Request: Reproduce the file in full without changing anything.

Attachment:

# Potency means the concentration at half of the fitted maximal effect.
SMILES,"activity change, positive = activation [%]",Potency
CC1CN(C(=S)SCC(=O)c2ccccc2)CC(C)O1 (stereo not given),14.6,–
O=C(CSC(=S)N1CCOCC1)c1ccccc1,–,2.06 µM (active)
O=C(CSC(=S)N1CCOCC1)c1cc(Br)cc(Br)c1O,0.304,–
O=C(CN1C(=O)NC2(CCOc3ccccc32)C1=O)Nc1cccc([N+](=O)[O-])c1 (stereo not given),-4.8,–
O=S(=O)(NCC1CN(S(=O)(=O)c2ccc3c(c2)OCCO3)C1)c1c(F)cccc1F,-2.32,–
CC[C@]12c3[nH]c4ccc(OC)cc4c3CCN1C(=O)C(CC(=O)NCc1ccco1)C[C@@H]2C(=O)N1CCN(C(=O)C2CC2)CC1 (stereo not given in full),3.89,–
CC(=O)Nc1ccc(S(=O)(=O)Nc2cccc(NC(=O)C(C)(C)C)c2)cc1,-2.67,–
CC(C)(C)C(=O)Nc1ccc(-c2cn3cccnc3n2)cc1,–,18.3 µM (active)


# Potency means the concentration at half of the fitted maximal effect.
SMILES,"activity change, positive = activation [%]",Potency
CC1CN(C(=S)SCC(=O)c2ccccc2)CC(C)O1 (stereo not given),14.6,–
O=C(CSC(=S)N1CCOCC1)c1ccccc1,–,2.06 µM (active)
O=C(CSC(=S)N1CCOCC1)c1cc(Br)cc(Br)c1O,0.304,–
O=C(CN1C(=O)NC2(CCOc3ccccc32)C1=O)Nc1cccc([N+](=O)[O-])c1 (stereo not given),-4.8,–
O=S(=O)(NCC1CN(S(=O)(=O)c2ccc3c(c2)OCCO3)C1)c1c(F)cccc1F,-2.32,–
CC[C@]12c3[nH]c4ccc(OC)cc4c3CCN1C(=O)C(CC(=O)NCc1ccco1)C[C@@H]2C(=O)N1CCN(C(=O)C2CC2)CC1 (stereo not given in full),3.89,–
CC(=O)Nc1ccc(S(=O)(=O)Nc2cccc(NC(=O)C(C)(C)C)c2)cc1,-2.67,–
CC(C)(C)C(=O)Nc1ccc(-c2cn3cccnc3n2)cc1,–,18.3 µM (active)